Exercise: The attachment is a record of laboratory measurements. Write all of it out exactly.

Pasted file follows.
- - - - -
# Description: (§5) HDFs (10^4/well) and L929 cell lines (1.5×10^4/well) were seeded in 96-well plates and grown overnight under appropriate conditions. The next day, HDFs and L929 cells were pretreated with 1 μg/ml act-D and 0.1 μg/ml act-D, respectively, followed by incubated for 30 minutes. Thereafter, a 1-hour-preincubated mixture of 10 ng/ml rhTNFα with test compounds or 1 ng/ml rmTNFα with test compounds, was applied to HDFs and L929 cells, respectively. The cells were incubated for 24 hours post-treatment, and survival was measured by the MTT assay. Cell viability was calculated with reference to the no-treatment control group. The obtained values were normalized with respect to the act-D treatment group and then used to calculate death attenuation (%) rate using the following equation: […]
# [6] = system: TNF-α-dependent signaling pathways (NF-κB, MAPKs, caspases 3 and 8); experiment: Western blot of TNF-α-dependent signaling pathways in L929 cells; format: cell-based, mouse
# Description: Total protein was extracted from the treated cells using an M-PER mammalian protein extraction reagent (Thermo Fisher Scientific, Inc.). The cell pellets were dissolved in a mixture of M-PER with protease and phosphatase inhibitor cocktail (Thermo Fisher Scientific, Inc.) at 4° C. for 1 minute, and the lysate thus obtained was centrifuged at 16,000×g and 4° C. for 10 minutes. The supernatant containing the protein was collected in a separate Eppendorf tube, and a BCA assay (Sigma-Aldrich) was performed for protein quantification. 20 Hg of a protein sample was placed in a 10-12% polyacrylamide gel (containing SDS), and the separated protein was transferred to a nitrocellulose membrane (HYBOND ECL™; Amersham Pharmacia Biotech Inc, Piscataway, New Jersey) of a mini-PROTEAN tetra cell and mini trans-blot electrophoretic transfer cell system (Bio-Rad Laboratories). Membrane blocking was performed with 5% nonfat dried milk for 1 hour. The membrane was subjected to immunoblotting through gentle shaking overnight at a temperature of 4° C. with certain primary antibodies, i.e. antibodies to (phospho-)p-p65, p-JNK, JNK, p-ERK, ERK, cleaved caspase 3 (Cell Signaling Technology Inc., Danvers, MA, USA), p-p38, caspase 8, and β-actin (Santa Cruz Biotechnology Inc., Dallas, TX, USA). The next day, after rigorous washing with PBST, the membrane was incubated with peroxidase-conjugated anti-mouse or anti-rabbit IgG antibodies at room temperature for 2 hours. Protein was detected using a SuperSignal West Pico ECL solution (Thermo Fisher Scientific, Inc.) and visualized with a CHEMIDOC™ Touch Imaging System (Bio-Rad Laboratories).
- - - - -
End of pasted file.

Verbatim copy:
# Description: (§5) HDFs (10^4/well) and L929 cell lines (1.5×10^4/well) were seeded in 96-well plates and grown overnight under appropriate conditions. The next day, HDFs and L929 cells were pretreated with 1 μg/ml act-D and 0.1 μg/ml act-D, respectively, followed by incubated for 30 minutes. Thereafter, a 1-hour-preincubated mixture of 10 ng/ml rhTNFα with test compounds or 1 ng/ml rmTNFα with test compounds, was applied to HDFs and L929 cells, respectively. The cells were incubated for 24 hours post-treatment, and survival was measured by the MTT assay. Cell viability was calculated with reference to the no-treatment control group. The obtained values were normalized with respect to the act-D treatment group and then used to calculate death attenuation (%) rate using the following equation: […]
# [6] = system: TNF-α-dependent signaling pathways (NF-κB, MAPKs, caspases 3 and 8); experiment: Western blot of TNF-α-dependent signaling pathways in L929 cells; format: cell-based, mouse
# Description: Total protein was extracted from the treated cells using an M-PER mammalian protein extraction reagent (Thermo Fisher Scientific, Inc.). The cell pellets were dissolved in a mixture of M-PER with protease and phosphatase inhibitor cocktail (Thermo Fisher Scientific, Inc.) at 4° C. for 1 minute, and the lysate thus obtained was centrifuged at 16,000×g and 4° C. for 10 minutes. The supernatant containing the protein was collected in a separate Eppendorf tube, and a BCA assay (Sigma-Aldrich) was performed for protein quantification. 20 Hg of a protein sample was placed in a 10-12% polyacrylamide gel (containing SDS), and the separated protein was transferred to a nitrocellulose membrane (HYBOND ECL™; Amersham Pharmacia Biotech Inc, Piscataway, New Jersey) of a mini-PROTEAN tetra cell and mini trans-blot electrophoretic transfer cell system (Bio-Rad Laboratories). Membrane blocking was performed with 5% nonfat dried milk for 1 hour. The membrane was subjected to immunoblotting through gentle shaking overnight at a temperature of 4° C. with certain primary antibodies, i.e. antibodies to (phospho-)p-p65, p-JNK, JNK, p-ERK, ERK, cleaved caspase 3 (Cell Signaling Technology Inc., Danvers, MA, USA), p-p38, caspase 8, and β-actin (Santa Cruz Biotechnology Inc., Dallas, TX, USA). The next day, after rigorous washing with PBST, the membrane was incubated with peroxidase-conjugated anti-mouse or anti-rabbit IgG antibodies at room temperature for 2 hours. Protein was detected using a SuperSignal West Pico ECL solution (Thermo Fisher Scientific, Inc.) and visualized with a CHEMIDOC™ Touch Imaging System (Bio-Rad Laboratories).